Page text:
While Dems Try To Abolish Electoral College, Remember This Key Argument from JFK


I have to say this much: I underestimated the Democrats.

When the party of Hillary Clinton got all in a huff about the fact that Clinton won the popular vote but lost the Electoral College in 2016, one of their first foot-stamping tantrums was a demand to cast aside the Electoral College on the basis that it deprived She that Is Good and Holy of the office that was rightfully hers.

Then, they moved on to electoral fraud and recounts. Then there was a week or two where “fake news” sites run by random people out of their bedrooms, mostly from Balkan states that were once part of the Soviet bloc, were responsible for the whole mess. (They’ve since evinced a bit of regret at introducing the term “fake news” into the American lexicon.)

Then they finally alighted on Russian interference as the real culprit, where they’ve more or less stayed ever since.

Silly me, I assumed this was the end of our talk about the Electoral College. Democrats didn’t have nearly enough votes to change the Constitution, after all.

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I just figured everyone on the left would be distracted about how special counsel Robert Mueller was going to take down the president and his Putin-backed cartel. (That strategy, by the way, doesn’t seem to have worked out spectacularly.)

Quietly, however, I watched the National Popular Vote Interstate Compact gather steam. In case you haven’t heard of it yet, well, that almost seems to be what its proponents want.

Bottom line, states pass a bill to give their electoral votes to the national popular vote winner no matter who won the state.

The compact requires 270 electoral votes — the amount that would elect the president — to take effect. If you think that’s a long shot, they’re less than 100 away; Colorado made 181 when Democrat Gov. Jared Polis signed it into law.

Do you think the Electoral College should be scrapped?

Democrats, of course, love the idea. This is mostly because they’ve lost two elections in the past 20 years where their candidate has won the popular vote, although the language that they use is somewhat different.

“Why should a handful of states get all the attention from candidates?” they ask. (Let’s let a handful of major population centers get the attention, instead.)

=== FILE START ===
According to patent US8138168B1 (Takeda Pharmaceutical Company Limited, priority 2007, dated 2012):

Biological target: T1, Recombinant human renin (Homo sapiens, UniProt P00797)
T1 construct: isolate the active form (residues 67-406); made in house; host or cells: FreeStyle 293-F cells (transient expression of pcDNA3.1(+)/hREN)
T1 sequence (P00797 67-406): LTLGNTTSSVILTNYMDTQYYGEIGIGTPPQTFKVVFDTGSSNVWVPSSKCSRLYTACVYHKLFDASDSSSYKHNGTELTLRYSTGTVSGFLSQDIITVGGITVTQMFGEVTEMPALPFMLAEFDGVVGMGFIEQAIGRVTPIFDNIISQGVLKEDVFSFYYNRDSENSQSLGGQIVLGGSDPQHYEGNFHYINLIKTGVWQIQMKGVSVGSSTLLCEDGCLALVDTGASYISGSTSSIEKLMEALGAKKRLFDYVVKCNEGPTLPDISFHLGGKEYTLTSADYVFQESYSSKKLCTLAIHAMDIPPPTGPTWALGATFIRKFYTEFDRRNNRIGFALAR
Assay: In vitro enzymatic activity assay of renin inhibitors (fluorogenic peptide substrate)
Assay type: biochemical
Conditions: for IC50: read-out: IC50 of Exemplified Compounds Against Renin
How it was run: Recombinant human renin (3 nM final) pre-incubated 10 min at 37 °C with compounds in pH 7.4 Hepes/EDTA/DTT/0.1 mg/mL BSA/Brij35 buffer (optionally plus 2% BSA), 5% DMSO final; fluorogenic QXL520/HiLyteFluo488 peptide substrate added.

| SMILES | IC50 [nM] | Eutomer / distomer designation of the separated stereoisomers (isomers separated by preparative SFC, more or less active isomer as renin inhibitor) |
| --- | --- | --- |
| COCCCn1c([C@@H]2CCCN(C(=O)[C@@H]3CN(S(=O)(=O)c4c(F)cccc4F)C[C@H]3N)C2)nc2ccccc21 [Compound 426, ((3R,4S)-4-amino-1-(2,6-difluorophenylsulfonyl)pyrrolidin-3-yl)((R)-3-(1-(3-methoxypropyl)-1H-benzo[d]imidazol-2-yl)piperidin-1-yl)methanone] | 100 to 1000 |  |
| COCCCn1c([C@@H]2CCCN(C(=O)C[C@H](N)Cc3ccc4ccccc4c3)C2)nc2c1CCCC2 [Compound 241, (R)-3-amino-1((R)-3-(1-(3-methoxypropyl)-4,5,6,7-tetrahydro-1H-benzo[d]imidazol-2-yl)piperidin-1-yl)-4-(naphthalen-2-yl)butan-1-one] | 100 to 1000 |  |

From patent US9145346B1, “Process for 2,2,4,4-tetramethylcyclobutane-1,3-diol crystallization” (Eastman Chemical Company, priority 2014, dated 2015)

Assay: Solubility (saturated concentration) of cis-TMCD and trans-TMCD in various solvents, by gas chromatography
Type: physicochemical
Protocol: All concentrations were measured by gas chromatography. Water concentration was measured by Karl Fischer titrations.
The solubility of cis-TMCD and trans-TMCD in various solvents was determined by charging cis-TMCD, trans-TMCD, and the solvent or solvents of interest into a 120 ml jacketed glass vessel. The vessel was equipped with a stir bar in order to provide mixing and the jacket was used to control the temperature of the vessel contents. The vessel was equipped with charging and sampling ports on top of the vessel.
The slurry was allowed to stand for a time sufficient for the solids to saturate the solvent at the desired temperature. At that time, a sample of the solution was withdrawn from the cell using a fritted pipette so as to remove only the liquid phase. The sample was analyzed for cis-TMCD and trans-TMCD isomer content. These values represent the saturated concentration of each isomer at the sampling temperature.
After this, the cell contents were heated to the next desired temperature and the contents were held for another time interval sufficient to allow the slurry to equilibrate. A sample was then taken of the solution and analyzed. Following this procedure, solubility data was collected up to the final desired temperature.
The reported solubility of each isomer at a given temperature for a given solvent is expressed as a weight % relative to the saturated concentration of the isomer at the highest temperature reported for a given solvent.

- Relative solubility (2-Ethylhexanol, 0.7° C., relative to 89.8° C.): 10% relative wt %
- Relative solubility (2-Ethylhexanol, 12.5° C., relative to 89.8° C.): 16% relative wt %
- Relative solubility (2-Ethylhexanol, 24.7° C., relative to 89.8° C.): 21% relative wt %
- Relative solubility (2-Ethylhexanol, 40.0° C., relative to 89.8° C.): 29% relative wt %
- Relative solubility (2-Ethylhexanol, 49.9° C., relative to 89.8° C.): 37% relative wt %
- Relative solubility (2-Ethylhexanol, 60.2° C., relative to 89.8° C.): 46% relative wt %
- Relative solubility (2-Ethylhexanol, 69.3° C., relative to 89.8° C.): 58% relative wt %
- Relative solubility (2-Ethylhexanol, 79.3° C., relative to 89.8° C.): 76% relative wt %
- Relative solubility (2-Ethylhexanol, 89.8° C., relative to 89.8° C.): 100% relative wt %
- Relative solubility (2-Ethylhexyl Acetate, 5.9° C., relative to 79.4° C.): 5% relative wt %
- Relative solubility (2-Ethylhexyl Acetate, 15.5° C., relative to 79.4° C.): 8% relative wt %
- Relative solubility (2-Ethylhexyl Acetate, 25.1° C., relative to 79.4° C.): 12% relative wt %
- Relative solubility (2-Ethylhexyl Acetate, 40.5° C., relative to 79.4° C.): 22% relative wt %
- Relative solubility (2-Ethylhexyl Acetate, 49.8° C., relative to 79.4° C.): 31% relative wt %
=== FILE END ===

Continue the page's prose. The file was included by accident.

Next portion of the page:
However, they should probably take a bit of advice from one of their most beloved figures: former President John F. Kennedy.

In 1956, while Kennedy was still a senator from Massachusetts, a bill came up that would essentially have amended the Constitution to allow for a national popular vote.

According to The Daily Caller, the Congressional Record shows Kennedy was dead set against it.

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The bill, he said, “which there has been little, if any, public interest or knowledge, constitutes one of the most far-reaching, and I believe mistaken-schemes ever proposed to alter the American constitutional system.”

“Today, we have a clearly federal system of electing our president, under which the states act as units. Today, we have the two-party system, under which third parties and splinter parties are effectively discouraged from playing more than a negligible role. Today, we have a system which in all but one instance throughout our history has given us presidents elected by a plurality of the popular vote,” he continued.

“And today we have an electoral vote system which gives both large states and small states certain advantages and disadvantages that offset each other.”

“Now it is proposed that we change all this. What the effects of these various changes will be on the federal system, the two-party system, the popular plurality system and the large-state-small-state checks and balances system, no one knows,” he said.

The Electoral College hasn’t just been a check against large states or population centers dominating the political landscape. It’s also been a check against a handful of those large states, mostly on the coasts, politically dominating the rest of our vast country.

Yes, there have been two more instances of popular vote winners losing the Electoral College since Kennedy gave this speech. In both cases, the divide was a regional one.

This can be seen most clearly in 2016. Take a look at this map. In red are the counties Donald Trump won, in blue are the counties that Clinton won:

Is this the America we want? An America where a wide geographical swath of the country is ignored while major population centers decide who gets elected?

Kennedy was right: ditching the Electoral College would be a far-reaching and mistaken scheme, no matter whether it’s done by constitutional amendment or by the workaround that is the National Popular Vote Interstate Compact.

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C. Douglas Golden is a writer who splits his time between the United States and Southeast Asia. Specializing in political commentary and world affairs, he's written for Conservative Tribune and The Western Journal since 2014.
C. Douglas Golden is a writer who splits his time between the United States and Southeast Asia. Specializing in political commentary and world affairs, he's written for Conservative Tribune and The Western Journal since 2014. Aside from politics, he enjoys spending time with his wife, literature (especially British comic novels and modern Japanese lit), indie rock, coffee, Formula One and football (of both American and world varieties).
Morristown, New Jersey
Catholic University of America
Languages Spoken
English, Spanish
Topics of Expertise
American Politics, World Politics, Culture